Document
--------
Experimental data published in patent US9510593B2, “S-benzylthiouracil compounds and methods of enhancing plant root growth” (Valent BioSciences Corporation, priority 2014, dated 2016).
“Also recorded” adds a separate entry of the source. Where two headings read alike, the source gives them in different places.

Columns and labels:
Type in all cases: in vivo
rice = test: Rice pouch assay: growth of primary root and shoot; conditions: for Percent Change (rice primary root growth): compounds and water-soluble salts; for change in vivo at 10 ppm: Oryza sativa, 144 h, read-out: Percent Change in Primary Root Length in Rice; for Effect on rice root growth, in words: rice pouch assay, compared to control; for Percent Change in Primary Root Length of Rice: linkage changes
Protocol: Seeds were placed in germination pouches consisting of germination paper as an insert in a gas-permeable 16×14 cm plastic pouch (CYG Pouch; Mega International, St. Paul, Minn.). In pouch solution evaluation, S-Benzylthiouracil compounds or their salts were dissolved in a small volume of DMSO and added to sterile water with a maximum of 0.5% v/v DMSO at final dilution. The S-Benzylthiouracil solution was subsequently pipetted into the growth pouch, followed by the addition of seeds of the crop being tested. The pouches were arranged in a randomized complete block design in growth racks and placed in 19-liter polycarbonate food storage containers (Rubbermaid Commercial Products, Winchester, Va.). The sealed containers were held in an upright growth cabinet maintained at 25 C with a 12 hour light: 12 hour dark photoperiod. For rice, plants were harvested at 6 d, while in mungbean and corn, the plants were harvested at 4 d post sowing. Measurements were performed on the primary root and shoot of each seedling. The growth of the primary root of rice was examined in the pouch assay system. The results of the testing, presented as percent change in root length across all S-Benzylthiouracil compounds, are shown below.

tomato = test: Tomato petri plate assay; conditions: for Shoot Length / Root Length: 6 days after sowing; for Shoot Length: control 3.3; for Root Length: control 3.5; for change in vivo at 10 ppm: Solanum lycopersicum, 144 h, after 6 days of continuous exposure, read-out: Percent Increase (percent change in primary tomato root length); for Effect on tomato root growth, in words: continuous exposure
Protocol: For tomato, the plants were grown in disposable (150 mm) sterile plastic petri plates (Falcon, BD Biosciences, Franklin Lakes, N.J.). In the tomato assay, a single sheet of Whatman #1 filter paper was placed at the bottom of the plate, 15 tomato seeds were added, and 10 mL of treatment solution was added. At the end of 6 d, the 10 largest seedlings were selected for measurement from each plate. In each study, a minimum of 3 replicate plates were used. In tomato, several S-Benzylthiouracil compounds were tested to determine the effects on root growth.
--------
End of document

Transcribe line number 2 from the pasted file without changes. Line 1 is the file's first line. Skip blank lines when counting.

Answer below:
“Also recorded” adds a separate entry of the source. Where two headings read alike, the source gives them in different places.